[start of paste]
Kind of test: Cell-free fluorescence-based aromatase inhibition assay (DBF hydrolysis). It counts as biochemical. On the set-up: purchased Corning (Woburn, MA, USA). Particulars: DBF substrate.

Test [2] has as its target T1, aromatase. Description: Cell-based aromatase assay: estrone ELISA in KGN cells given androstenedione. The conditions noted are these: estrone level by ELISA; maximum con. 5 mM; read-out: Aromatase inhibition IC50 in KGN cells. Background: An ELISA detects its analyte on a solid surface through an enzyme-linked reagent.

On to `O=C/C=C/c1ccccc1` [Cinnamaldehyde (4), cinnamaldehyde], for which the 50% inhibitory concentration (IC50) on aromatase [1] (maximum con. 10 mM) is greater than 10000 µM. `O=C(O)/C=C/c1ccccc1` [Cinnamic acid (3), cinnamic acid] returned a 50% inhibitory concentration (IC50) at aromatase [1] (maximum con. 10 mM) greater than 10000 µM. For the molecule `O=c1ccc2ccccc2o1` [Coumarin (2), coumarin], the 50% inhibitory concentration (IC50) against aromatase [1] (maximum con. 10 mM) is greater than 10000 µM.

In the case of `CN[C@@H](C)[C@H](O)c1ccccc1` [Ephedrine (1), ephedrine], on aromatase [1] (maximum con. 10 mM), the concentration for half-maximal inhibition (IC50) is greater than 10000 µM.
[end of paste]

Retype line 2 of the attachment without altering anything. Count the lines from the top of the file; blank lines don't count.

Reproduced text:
Test [2] has as its target T1, aromatase. Description: Cell-based aromatase assay: estrone ELISA in KGN cells given androstenedione. The conditions noted are these: estrone level by ELISA; maximum con. 5 mM; read-out: Aromatase inhibition IC50 in KGN cells. Background: An ELISA detects its analyte on a solid surface through an enzyme-linked reagent.